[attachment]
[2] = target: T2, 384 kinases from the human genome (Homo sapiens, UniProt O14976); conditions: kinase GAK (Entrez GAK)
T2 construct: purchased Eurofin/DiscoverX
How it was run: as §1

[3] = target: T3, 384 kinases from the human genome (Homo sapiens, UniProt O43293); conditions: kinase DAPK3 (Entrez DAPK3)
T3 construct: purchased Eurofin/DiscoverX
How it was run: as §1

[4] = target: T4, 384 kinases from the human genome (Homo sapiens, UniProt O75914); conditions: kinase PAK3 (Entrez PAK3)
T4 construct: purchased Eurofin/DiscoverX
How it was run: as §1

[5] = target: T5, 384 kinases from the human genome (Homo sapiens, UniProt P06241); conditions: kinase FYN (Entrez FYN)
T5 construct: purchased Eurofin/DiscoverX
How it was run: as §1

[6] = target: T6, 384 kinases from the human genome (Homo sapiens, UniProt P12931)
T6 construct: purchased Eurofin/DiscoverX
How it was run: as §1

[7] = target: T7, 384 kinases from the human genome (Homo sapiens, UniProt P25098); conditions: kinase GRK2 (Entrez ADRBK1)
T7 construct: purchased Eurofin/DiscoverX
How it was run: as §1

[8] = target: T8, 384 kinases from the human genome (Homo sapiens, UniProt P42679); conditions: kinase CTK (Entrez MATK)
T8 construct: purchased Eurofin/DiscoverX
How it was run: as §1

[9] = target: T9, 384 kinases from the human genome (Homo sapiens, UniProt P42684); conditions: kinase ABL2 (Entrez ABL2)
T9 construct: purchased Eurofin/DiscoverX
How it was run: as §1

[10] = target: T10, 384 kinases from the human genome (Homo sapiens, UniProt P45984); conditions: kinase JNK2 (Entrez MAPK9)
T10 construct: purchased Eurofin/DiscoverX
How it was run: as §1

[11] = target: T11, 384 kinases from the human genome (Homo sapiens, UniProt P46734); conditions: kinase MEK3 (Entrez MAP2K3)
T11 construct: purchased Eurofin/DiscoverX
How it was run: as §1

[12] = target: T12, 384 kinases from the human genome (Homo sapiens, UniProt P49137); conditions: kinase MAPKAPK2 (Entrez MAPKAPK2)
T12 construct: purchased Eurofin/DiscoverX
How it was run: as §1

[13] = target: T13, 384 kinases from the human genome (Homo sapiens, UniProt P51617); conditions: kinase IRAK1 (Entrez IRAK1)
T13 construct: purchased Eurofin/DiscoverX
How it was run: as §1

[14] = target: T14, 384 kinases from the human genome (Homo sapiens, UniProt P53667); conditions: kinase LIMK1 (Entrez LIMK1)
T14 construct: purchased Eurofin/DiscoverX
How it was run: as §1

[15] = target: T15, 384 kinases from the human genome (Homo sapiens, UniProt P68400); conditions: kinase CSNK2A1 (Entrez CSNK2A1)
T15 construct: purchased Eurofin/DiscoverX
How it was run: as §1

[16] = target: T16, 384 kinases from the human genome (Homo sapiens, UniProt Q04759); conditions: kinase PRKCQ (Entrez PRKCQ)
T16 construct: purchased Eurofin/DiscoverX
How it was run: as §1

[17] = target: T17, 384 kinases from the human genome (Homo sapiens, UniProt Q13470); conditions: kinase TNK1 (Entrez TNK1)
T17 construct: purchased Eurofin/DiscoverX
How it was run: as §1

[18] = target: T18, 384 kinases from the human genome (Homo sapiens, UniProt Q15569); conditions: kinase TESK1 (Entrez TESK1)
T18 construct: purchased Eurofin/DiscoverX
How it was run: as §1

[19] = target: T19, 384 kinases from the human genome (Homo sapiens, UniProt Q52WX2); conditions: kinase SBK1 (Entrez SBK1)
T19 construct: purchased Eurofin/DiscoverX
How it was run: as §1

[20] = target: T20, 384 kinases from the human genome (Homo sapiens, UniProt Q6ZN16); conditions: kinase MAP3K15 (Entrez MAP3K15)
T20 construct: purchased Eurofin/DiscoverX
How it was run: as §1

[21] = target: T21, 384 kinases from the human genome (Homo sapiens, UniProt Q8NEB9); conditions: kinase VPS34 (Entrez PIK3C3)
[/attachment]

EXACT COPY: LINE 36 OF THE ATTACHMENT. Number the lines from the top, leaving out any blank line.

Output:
How it was run: as §1